Following the crackdown by Chinese authorities against non-compliant mobile apps in late 2019 (please see Episode 8 in this series), the authorities have issued a series of app compliance guidelines (including the Guide to Self-Assess Illegal Collection and Use of Personal Information by Apps, Methods for Identifying Unlawful Acts of Apps to Collect and Use Personal Information, and Draft Specification for Collecting Personal Information in Mobile Applications). These guidelines imposed detailed obligations and practical actions to urge mobile app operators to conduct self-assessments and to rectify any non-compliant data processing practices. Organisations may have noted that some of these guidelines contain conflicting requirements.

To join the dots and to take into account the recently updated Personal Information Security Specification (please see  Episode 11 in this series), the Chinese authorities have recently published a new set of practical draft guidelines for Chinese mobile app operators to self-assess compliance of its app interface design, and data processing activities. This new set of guidelines has provided much-needed practical guidance for app operators to lawfully process personal information, and to identify its data flows.

It also continues to show the authorities' continuous focus to strictly regulate apps in China.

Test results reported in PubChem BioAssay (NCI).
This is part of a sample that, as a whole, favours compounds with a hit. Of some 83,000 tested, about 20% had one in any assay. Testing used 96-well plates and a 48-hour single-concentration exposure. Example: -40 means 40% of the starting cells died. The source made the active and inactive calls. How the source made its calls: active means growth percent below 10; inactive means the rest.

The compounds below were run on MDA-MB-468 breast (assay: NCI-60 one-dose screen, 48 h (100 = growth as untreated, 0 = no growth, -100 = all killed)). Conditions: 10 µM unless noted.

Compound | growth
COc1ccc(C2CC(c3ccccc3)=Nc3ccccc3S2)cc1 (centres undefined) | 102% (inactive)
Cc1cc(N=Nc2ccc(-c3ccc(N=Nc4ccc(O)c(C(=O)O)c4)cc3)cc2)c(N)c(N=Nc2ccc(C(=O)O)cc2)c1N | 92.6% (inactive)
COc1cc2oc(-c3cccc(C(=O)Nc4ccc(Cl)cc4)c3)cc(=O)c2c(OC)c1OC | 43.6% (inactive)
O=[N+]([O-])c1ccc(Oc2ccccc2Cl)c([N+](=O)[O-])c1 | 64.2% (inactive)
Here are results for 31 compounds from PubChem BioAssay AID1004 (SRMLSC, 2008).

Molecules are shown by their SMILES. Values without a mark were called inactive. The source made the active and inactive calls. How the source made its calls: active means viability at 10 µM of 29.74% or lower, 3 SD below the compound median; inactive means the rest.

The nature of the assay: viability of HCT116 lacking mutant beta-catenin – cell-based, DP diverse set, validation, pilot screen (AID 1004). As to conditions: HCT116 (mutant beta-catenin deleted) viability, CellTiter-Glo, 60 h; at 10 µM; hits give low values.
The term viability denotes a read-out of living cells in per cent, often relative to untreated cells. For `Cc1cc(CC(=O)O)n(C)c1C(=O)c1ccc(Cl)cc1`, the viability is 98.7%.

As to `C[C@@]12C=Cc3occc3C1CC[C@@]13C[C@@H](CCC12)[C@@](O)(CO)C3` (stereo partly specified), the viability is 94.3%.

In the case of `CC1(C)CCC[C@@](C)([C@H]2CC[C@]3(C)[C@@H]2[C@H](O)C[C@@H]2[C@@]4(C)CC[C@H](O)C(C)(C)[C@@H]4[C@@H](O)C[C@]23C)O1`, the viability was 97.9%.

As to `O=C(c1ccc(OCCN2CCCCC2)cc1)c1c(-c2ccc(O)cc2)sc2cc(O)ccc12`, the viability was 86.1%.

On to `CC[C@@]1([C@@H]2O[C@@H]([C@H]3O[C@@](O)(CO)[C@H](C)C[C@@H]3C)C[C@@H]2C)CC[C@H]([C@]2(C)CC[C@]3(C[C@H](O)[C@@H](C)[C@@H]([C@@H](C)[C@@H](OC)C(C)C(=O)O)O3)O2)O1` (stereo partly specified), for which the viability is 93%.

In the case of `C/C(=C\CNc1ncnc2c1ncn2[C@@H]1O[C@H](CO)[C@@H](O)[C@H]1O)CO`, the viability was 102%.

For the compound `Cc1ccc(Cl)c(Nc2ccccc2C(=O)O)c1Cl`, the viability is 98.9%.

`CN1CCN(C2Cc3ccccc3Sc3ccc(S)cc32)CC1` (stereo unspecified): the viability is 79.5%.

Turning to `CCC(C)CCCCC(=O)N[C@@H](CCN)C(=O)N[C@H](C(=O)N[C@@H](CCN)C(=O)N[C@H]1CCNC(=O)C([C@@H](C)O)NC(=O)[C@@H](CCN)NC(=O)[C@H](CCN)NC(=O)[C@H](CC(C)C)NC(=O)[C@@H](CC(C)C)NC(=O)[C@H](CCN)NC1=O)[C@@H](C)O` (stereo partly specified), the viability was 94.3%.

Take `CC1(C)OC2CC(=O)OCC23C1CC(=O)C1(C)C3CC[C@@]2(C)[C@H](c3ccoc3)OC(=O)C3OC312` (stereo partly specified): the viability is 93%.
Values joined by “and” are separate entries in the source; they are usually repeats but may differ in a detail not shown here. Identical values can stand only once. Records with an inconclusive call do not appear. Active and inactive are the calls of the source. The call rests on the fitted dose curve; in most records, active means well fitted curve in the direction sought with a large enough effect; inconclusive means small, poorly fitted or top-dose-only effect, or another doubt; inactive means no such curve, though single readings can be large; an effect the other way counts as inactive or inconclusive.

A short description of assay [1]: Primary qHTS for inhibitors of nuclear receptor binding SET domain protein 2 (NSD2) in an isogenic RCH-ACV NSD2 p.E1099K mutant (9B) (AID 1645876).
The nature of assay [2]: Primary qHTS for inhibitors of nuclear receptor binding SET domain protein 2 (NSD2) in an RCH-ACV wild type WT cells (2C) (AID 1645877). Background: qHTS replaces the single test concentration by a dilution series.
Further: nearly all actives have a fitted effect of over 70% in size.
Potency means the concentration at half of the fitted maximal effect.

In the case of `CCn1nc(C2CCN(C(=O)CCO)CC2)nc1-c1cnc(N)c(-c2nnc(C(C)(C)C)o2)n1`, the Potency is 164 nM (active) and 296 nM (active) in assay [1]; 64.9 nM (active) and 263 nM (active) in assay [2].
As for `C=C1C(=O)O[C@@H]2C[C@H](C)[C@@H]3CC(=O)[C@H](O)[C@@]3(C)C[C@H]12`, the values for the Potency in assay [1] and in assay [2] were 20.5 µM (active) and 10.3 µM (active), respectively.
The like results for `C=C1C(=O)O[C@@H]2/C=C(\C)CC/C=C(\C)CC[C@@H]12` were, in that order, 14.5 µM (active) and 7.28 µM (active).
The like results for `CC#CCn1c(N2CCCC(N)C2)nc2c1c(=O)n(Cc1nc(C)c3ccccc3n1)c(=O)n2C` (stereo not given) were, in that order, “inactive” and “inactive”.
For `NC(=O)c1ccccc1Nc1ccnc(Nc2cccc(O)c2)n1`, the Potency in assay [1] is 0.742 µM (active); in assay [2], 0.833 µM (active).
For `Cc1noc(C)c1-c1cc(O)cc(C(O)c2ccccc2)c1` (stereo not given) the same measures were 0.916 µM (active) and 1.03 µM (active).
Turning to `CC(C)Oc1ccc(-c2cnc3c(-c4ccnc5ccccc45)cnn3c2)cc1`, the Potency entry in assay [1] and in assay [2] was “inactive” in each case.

We have summarised some of our key observations below:

  1. A Simplified Chinese version of the app operator's privacy policy should be made available to users. For multinational companies operating apps in China, having an English-only privacy policy for its Chinese app users would no longer be enough to comply with PRC law. 
  2. Overseas data transfers: Mobile app operators should draw users' attention to types of data in the privacy policy which are subject to overseas data transfers (e.g. by way of underline, bold or a different colour). If app operators do not intend to transfer any data overseas, this should also be explicitly clarified in the privacy policy. 
  3. Overseas data storage: Mobile app operators should clarify where data is stored (e.g. specifying the country or region, inside or outside of the PRC). Given the rise of cloud hosted mobile apps, owners will need to understand their cloud provider infrastructure locations and contractual hosting location commitments in order to comply with this requirement. 
  4. No repeated requests for personal information: Operators should not repeatedly (within 48 hours) ask users for consent to collect and process personal information if users have previously refused to give such consent. 
  5. Explicit consent: The draft guidelines reiterated that explicit consent is needed for the collection and processing of personal information. Pre-checked boxes or implied consent to privacy policy is not acceptable. 
  6. Direct marketing: There should be a clear opt-out mechanism for use of personal information for direct marketing purposes. 
  7. Data subject rights: App operators should process all data subject access, de-registration requests, or correction requests within 15 working days upon receipt of such requests. 

Unfortunately, other important topics on PRC cybersecurity regime, such as localisation of personal information, were not clarified in these draft guidelines. App operators should review and update their China privacy programmes in light of the above, and continue to monitor changes as the China privacy landscape continues to evolve.

Originally published 9 April 2020 .

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